Warhol’s 1987 Robert Miller Gallery show went up just six weeks before the artist died in what was thought to be a routine gallbladder operation. At the time, Warhol had planned for photography to be the next stage of his art practice and business. Artists like Richard Prince and Cindy Sherman were becoming known for their photographic artworks, and Warhol was excited to continue experimenting with the form himself. It has since been proven that the surgery was much more complex than media coverage at the time had shown (and, perhaps, than Warhol would let on): with a deep-seated fear of hospitals, Warhol had been in pain for over a month, and avoided surgery far longer than he should have — he had developed gangrene in his gallbladder, which later fell apart in the doctor’s hands. He survived the surgery, but afterward, his heart crumbled under the trauma of it and stopped.
Warhol left behind an unfinished chapter in his photographic oeuvre, one that ultimately featured six different types of image-making from across his career: the Hollywood publicity stills he used early on to make works like his famed screenprint “Marilyn Diptych”; the photo-booth strips; stitched gelatin silver prints, like those at the Robert Miller Gallery show; 8×10 silver prints; Polaroids in a variety of sizes; and photo collages (this doesn’t include Warhol’s black-and-white film work, including his famed “Screen Tests,” which also appear in the exhibition). All those types are on view at Jack Shainman, which makes it among the few shows, if not the only show, to ever highlight such a breadth of the artist’s photographic output. “I wanted to focus on other things … something people didn’t really realize that Warhol did,” Shainman says. “People say Picasso did everything. Well, Picasso did a lot and Warhol did everything else,” he laughs.
Rare collections of Warhol’s Polaroids are also present in the show. In one gallery on West 20th Street, there are still lifes that functioned as source material for screen prints later on. And notably, in the other “explicit” gallery on West 24th Street — alongside his instant portraits of icons like Debbie Harry, Kareem Abdul-Jabaar and Fiat’s Gianni Agnelli — are his images from an aptly titled series called “Torsos and Sex Parts.” There are also photo collages made when Warhol was a guest editor for Vogue Paris in 1984 featuring a very young Jean-Paul Gaultier as well as Keith Haring and William Burroughs all posing with models. The latter in particular is noteworthy because the images are placed onto white paper, as if for a layout, and written on in Warhol’s handwriting.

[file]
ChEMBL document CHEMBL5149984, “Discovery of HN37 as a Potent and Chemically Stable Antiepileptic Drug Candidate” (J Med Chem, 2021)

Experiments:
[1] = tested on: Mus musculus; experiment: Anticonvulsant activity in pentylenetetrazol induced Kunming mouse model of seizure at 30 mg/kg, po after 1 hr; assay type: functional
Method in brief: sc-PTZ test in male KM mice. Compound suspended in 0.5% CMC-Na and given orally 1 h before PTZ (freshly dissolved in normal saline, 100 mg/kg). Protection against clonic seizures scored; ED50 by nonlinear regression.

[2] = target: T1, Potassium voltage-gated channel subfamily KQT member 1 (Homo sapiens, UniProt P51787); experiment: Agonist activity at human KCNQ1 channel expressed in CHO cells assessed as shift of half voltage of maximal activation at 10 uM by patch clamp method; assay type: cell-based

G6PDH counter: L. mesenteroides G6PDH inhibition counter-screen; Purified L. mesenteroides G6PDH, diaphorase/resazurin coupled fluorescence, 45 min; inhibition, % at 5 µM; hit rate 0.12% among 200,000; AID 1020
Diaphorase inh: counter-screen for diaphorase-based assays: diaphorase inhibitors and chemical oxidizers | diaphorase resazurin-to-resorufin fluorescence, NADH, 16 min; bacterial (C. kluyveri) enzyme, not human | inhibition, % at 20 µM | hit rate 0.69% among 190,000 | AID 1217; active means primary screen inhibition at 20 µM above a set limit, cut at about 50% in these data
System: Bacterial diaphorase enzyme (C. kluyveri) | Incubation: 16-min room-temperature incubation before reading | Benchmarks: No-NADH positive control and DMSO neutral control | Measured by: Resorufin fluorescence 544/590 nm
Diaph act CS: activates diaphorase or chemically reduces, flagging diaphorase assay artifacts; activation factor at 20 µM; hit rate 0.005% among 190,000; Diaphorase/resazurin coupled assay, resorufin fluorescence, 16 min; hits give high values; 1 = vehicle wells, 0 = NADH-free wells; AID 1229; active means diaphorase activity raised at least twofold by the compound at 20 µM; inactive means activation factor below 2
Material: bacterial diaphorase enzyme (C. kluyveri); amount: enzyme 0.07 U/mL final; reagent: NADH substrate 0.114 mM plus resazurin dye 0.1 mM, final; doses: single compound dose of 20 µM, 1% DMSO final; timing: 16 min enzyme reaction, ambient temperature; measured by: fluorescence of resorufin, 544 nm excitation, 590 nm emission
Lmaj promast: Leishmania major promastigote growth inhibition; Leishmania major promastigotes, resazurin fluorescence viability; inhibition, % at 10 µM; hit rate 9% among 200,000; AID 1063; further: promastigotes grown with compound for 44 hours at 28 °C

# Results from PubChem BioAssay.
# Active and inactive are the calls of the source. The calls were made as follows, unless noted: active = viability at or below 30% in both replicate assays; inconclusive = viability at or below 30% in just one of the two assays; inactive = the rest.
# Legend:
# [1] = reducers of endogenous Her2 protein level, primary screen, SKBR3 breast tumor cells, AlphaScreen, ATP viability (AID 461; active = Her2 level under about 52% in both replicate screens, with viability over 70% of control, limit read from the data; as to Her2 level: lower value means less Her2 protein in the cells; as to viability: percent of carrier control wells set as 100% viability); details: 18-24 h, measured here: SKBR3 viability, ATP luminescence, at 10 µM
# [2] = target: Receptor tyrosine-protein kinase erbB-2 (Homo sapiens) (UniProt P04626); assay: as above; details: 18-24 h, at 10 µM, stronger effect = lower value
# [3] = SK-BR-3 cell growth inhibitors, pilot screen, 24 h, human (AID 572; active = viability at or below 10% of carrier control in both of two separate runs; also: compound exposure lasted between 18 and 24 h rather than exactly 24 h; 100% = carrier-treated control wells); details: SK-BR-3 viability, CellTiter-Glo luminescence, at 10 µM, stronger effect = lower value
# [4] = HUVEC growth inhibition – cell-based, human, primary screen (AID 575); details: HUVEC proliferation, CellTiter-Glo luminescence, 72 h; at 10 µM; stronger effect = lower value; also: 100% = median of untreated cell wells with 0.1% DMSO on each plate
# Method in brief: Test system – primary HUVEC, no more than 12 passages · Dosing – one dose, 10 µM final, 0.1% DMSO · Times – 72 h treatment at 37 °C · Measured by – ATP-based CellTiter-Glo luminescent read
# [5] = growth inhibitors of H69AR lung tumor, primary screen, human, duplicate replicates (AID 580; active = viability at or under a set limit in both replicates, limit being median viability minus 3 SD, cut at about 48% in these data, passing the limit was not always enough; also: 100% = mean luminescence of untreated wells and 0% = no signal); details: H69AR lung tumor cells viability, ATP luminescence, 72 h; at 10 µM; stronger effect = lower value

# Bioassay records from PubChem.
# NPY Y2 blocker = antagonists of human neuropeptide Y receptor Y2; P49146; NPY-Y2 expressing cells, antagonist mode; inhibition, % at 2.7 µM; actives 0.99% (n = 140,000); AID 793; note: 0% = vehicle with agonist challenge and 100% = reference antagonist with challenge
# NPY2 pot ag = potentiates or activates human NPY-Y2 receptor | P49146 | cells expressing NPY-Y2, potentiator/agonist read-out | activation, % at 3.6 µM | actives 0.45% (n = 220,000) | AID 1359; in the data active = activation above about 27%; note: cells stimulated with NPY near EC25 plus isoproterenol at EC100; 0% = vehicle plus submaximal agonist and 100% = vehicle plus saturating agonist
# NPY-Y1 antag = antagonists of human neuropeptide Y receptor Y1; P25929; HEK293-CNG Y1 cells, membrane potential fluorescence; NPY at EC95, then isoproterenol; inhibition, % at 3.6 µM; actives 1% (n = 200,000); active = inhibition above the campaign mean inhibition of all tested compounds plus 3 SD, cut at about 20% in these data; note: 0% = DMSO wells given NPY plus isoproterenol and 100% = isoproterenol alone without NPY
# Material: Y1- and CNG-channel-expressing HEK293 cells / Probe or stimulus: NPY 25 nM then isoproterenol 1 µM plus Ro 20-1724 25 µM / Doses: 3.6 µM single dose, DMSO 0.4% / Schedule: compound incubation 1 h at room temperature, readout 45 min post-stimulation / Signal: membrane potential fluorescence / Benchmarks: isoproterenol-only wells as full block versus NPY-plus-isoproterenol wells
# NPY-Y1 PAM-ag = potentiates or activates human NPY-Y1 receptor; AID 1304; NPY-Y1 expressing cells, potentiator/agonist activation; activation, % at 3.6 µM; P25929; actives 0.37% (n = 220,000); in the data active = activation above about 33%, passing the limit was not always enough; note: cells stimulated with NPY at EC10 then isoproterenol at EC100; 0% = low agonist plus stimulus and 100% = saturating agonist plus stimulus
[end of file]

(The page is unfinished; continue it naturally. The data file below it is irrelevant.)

If you’re thinking some of these images might be priceless, you’d be right: not all of the images in the exhibition are on the market. Shainman was more interested in producing a well-rounded show, one that told the story of Warhol’s work and process, than having everything for sale, he says. So he borrowed images from personal collections, dealers and friends of both Shainman and Hedges (not to mention Hedges himself) to round out the show.
While we’re familiar with Warhol’s images of celebrities — the artist famously quipped that “A good picture is one that’s in focus and of a famous person doing something unfamous” — it’s in the artist’s rarer photographic work that we really get to see his voraciousness for image making and obsession with creation. “The rapaciousness of his gaze, the ambition of his study of everything and then his editing, is like the backbone of what makes this artist so interesting,” Hedges says. “I think for sure he considered everything to be a work of art.
Suggested for you